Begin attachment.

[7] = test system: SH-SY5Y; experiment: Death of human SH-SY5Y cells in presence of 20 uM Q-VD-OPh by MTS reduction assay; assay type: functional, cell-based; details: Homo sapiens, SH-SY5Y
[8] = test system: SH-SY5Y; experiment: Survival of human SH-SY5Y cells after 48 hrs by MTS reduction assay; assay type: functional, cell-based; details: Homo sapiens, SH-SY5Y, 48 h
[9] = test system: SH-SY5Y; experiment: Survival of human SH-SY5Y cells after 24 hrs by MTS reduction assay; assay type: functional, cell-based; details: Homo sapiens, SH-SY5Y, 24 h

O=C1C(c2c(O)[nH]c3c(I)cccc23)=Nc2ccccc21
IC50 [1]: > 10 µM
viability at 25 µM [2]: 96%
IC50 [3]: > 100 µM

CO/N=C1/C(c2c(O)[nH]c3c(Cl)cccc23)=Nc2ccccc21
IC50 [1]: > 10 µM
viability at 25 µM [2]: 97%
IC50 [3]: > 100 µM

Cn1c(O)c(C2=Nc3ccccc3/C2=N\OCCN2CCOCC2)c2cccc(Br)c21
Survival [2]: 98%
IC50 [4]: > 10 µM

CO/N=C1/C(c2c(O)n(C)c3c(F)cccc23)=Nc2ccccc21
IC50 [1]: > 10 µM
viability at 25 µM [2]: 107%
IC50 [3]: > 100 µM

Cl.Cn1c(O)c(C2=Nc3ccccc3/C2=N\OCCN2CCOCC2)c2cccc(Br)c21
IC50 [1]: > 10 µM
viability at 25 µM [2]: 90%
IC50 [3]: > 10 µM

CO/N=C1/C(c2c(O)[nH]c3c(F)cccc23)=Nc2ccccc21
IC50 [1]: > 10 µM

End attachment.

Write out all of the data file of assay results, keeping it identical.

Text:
[7] = test system: SH-SY5Y; experiment: Death of human SH-SY5Y cells in presence of 20 uM Q-VD-OPh by MTS reduction assay; assay type: functional, cell-based; details: Homo sapiens, SH-SY5Y
[8] = test system: SH-SY5Y; experiment: Survival of human SH-SY5Y cells after 48 hrs by MTS reduction assay; assay type: functional, cell-based; details: Homo sapiens, SH-SY5Y, 48 h
[9] = test system: SH-SY5Y; experiment: Survival of human SH-SY5Y cells after 24 hrs by MTS reduction assay; assay type: functional, cell-based; details: Homo sapiens, SH-SY5Y, 24 h

O=C1C(c2c(O)[nH]c3c(I)cccc23)=Nc2ccccc21
IC50 [1]: > 10 µM
viability at 25 µM [2]: 96%
IC50 [3]: > 100 µM

CO/N=C1/C(c2c(O)[nH]c3c(Cl)cccc23)=Nc2ccccc21
IC50 [1]: > 10 µM
viability at 25 µM [2]: 97%
IC50 [3]: > 100 µM

Cn1c(O)c(C2=Nc3ccccc3/C2=N\OCCN2CCOCC2)c2cccc(Br)c21
Survival [2]: 98%
IC50 [4]: > 10 µM

CO/N=C1/C(c2c(O)n(C)c3c(F)cccc23)=Nc2ccccc21
IC50 [1]: > 10 µM
viability at 25 µM [2]: 107%
IC50 [3]: > 100 µM

Cl.Cn1c(O)c(C2=Nc3ccccc3/C2=N\OCCN2CCOCC2)c2cccc(Br)c21
IC50 [1]: > 10 µM
viability at 25 µM [2]: 90%
IC50 [3]: > 10 µM

CO/N=C1/C(c2c(O)[nH]c3c(F)cccc23)=Nc2ccccc21
IC50 [1]: > 10 µM